Koedo Kawagoe Tourist Association
When to Go: In early January, the grounds of Kitain Temple will be flooded with craftsman selling hand-crafted Daruma dolls — red paper mache dolls with white eyes, which are said to bring good luck to its owner. At the beginning of the New Year, locals will make a resolution and simultaneously paint one of the dolls eyes. If the challenge is successfully met, the other eye can be filled in. Traditional Japanese festival foods will also be on display including glazed fruits, okonomiyaki (pancakes) and Yakisoba (fried noodles).
The doll festival is one of the largest celebrations in town, second only to the Kawagoe Festival of floats in October.
Japan Federation of Certified Guides
With its trend-setting urbanites and stunning skyscrapers, Tokyo might be Japan’s finest example of ingenuity and prowess. But a 30-minute drive northwest to Kawagoe City, near the center of the Saitama Prefecture, reveals a very different side of Japan, where tradition, in all its glory, seems to trump modernity.
A Time and Place for Everything
Kawagoe’s Bell tower // © 2009 Lux Tonnerre
A day trip to Kawagoe, or Little Edo as it is affectionally called, is a must-do excursion for anyone curious about Saitama’s storied history and architecture. At the heart of the town, about 30 unique kurazukuri buildings — fireproof clay-walled merchant houses — line the city’s streets, a fine example of both perseverance and necessity. In the wake of the Great Fire of 1893, which enveloped much of the city’s commercial and residential properties, Kawagoe’s successful merchants rebuilt their businesses using this more reliable method of construction, which could take up to three years to complete. Each owner tried to outdo the next, building larger, more elaborate storefronts with decorative “devil tiles” adorning their rooftops, and its not uncommon to find the merchant’s direct descendants inside the shops, preserving the family businesses for years to come.
Kawagoe’s emblematic symbol is its Bell Tower, which doubles as a sort of metronome for the town’s residents. With its resonating sound, the bell, now automated, wakes them up at 6 a.m., informs all within ear shot to break for lunch at noon and punctuates the end of the day for both schoolchildren (at 3 p.m.) and adults (at 6 p.m.). The 52-foot tall structure was first introduced in 1624 to not only announce the time but also warn townspeople of impending fires spotted from its lookout point. Ironically, the tower itself has fallen prey to several major fires over the centuries, and the one that overlooks the city today is Kawagoe’s fourth.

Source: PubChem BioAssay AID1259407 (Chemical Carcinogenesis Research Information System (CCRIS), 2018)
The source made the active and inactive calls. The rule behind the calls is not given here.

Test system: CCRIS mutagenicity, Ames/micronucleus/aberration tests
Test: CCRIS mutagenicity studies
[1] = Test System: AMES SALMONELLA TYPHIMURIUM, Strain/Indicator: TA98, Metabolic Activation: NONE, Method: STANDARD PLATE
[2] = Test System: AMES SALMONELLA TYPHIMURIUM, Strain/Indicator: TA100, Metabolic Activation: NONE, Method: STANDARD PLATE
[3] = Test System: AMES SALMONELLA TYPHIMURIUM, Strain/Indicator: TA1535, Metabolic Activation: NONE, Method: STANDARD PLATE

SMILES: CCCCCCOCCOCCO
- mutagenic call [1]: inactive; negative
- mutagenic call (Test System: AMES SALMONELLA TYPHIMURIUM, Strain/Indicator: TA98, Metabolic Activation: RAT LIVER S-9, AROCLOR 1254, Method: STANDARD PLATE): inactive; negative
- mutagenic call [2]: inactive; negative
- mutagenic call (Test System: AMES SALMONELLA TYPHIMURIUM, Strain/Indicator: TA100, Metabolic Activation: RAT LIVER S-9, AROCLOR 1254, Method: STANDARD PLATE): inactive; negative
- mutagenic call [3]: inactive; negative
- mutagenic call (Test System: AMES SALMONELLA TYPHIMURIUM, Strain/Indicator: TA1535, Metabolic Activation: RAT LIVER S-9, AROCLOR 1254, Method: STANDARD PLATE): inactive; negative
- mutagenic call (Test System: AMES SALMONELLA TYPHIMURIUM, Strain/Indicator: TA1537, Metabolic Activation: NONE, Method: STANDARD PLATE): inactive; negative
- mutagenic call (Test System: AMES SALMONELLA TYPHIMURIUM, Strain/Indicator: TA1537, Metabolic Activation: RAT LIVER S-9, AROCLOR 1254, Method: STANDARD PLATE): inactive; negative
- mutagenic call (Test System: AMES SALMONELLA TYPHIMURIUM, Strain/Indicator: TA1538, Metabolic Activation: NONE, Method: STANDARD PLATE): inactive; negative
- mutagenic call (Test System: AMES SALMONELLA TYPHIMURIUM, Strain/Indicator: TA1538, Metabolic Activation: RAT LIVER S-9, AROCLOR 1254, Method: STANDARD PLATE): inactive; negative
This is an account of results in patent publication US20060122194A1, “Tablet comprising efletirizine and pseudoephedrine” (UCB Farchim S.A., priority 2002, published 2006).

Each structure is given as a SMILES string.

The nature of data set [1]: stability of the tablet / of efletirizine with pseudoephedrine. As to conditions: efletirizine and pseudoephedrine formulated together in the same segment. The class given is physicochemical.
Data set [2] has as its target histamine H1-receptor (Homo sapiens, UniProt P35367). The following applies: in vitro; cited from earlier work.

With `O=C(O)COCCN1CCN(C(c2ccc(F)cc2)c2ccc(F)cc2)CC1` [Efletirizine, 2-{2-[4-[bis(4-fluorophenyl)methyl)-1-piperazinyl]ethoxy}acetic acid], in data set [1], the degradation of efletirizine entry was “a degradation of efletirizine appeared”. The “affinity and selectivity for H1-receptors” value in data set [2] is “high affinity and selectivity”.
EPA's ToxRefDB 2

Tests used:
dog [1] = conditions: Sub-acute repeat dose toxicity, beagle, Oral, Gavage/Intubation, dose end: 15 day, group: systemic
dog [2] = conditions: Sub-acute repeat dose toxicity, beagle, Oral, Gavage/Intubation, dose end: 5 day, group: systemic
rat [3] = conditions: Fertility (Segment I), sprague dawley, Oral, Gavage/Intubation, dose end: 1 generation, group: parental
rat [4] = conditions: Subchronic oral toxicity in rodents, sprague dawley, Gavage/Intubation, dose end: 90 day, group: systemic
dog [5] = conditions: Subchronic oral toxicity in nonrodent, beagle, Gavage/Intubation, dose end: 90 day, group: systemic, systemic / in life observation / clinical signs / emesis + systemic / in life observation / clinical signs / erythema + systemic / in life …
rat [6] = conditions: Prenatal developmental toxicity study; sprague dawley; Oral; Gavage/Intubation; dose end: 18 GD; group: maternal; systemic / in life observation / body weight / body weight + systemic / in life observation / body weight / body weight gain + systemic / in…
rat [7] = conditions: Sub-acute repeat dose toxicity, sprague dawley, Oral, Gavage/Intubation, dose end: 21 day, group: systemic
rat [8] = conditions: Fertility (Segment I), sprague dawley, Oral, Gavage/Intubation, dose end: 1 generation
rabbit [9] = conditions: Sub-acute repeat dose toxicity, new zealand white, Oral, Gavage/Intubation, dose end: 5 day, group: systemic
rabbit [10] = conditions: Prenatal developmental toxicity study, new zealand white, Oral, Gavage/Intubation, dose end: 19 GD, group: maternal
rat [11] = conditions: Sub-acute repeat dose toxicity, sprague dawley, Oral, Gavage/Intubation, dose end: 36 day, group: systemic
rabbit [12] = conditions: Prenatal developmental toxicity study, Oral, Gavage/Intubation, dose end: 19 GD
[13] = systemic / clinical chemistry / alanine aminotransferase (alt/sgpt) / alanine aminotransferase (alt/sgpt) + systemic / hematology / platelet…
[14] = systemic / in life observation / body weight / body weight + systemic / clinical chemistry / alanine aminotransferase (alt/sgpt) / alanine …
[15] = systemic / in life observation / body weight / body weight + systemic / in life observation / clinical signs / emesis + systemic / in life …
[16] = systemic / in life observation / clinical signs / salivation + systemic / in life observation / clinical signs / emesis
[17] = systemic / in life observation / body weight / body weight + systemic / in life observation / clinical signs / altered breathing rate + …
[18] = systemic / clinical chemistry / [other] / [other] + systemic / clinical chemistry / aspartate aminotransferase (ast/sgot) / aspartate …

Perhaps the most efficient way to experience the city is to have clients start chronologically at Kawagoe’s best-known Buddhist temple, Kitain Temple (its roots date back to 830 A.D.), and have them gradually work their way to into the more modernized city center.
Entrance fees at Kitain range from approximately $2-$4 per person and, with Shinto shrines on site as well as several buildings relocated from Edo Castle, there is plenty to keep visitors busy.
The 500 Statues of Buddha’s Disciples is one of the stand-out features of the temple grounds, where clients could easily spend an hour studying and comparing the varied expressions found on each stone figure. Technically, there are 538 unique statues in this collection — which was started by a monk in the late 18th century to console the survivors of a devastating famine — and I couldn’t help wanting to photograph just about every one of them. Some appeared to be deeply confounded or meditative, while others looked as if they were in the midst of an uncontrollable, guttural chuckle. Local legend has it that every visitor can find his or her likeness in one of the statues, particularly when following an age-old ritual.
“Some say that, to find your statue, you must pay a visit after nightfall and rub the heads of the Rakan [disciple of Buddha] statues as you walk around,” said my guide, a member of Japan Federation of Certified Guides, Narumi Ikezawa. “When one of the statues feels warm to your touch, place a coin in front of him. Come back the next morning to find the coin, and your Rakan will be looking back at you.”
The Sweet Spot
A highlight during this year’s visit to Kawagoe was browsing the 20 or so shops down the stone-paved streets of Confectionery Alley, where I found everything from azuki bean candies to Pokemon figurines, rice crackers, origami and even sweet potato ice cream. (Kawagoe was once a top producer of sweet potatoes, and many of the town’s restaurants showcase the vegetable in imaginative ways.) Prices there seemed lower than average, and I was able to stuff my backpack with an assortment of amusing, and slightly kitschy, souvenirs for less than $15.
The aroma of fresh dango — Japanese rice dumplings topped with a savory glaze — cooking lured me into one of the more interesting Confectionery Alley shops and, for a mere 75 cents, I decided to buy one. The dumplings were some of the best I’ve ever tasted and, since it came skewered in four large segments, dango was an ideal snack to share while walking.
“Japan used to have candy shops like these all over, but not anymore,” said Ikezawa. “That and the many other charming aspects of Kawagoe are what make this place popular with travelers, even among discerning Japanese tourists, who long for the good old days.”